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Dan Goodman's prediction and politics journal.

Saturday, November 27, 2004

Saturday November 27, 2004. In the 1950's, English science fiction writers presented a future in which England was still a world power, and had become a major power in space.

By the 1950's, England was no longer a major power. And the signs of this were obvious.

(Note that I said "England" rather than "United Kingdom." The other parts of the UK weren't considered important.)

Today, some of the Russian Federation's policies make sense only if the government is run by people who think Russia is still a superpower. It hasn't been since the Soviet Union fell apart; and the evidence is that it never will be again. Russia is not going to be a superpower; it's not going to be a world power; it quite likely will not be a major power in Europe. And it might not hold on to the rest of the Russian Federation.

Today, many people -- inside and outside the US -- take it for granted that the US is the last superpower standing and will remain a superpower well into the future.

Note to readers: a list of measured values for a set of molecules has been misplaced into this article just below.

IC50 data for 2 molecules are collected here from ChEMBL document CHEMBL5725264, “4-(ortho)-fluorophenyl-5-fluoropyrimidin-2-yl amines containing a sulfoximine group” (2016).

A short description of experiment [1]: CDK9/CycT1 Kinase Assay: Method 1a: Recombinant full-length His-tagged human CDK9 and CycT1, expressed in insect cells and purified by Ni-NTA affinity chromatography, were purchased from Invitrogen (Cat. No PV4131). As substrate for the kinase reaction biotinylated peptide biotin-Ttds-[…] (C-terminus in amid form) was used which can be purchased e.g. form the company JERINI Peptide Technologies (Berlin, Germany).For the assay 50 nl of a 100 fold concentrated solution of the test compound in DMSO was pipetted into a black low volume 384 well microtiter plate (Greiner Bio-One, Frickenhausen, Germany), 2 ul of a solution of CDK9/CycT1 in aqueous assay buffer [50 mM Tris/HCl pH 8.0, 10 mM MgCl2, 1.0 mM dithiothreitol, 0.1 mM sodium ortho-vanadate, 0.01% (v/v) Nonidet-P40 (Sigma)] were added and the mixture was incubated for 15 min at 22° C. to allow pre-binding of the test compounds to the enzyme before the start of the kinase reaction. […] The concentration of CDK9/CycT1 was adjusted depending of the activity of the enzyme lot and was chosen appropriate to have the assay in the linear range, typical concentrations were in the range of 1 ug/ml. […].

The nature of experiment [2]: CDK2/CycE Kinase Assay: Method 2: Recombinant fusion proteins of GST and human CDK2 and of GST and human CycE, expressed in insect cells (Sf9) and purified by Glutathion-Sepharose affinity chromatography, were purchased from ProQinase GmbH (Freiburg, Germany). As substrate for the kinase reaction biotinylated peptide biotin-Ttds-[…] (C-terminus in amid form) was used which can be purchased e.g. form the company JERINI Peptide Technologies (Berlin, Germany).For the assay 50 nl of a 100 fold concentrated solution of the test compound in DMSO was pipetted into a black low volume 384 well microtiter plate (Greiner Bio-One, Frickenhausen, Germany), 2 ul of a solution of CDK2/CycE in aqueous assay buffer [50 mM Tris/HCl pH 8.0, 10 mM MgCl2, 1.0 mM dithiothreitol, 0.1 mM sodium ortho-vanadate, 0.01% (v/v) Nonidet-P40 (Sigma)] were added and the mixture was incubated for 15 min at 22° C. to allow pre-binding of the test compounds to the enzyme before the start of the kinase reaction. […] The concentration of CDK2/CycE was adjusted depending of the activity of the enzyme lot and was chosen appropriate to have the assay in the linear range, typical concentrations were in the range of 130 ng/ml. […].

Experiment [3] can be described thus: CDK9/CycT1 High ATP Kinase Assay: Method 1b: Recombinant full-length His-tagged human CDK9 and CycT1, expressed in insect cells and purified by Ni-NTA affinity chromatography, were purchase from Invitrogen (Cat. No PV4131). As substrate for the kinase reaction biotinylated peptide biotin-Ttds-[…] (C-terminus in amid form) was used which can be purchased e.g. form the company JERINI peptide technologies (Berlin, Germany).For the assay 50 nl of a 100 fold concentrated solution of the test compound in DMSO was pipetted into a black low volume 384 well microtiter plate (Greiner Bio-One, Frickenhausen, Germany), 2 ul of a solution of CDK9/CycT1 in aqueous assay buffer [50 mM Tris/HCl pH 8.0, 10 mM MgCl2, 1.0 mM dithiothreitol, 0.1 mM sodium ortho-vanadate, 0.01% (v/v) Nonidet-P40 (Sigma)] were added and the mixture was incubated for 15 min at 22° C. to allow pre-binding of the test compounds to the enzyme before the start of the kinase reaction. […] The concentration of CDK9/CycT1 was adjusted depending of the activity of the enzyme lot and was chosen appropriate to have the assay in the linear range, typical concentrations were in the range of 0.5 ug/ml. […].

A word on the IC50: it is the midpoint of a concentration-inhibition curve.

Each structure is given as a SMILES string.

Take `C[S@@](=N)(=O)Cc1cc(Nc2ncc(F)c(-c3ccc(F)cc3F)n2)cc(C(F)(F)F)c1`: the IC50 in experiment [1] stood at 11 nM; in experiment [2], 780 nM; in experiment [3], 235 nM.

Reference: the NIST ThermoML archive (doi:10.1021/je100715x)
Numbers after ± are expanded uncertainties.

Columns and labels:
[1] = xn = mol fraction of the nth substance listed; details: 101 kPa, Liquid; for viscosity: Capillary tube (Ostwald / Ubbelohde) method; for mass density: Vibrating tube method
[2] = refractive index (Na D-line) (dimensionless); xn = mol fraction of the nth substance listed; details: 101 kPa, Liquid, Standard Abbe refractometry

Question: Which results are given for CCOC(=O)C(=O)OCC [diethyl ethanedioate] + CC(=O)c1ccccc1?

I suspect that being a superpower requires at least one opposing superpower. But even if so, the US is a major world power -- in some ways, the major power.

I wonder how much longer that will be true. And how much time will pass between that and the time when Americans realize we no longer live in the world's strongest country.

By some standards, we aren't now. For example, we're probably second in space to the European Space Agency.
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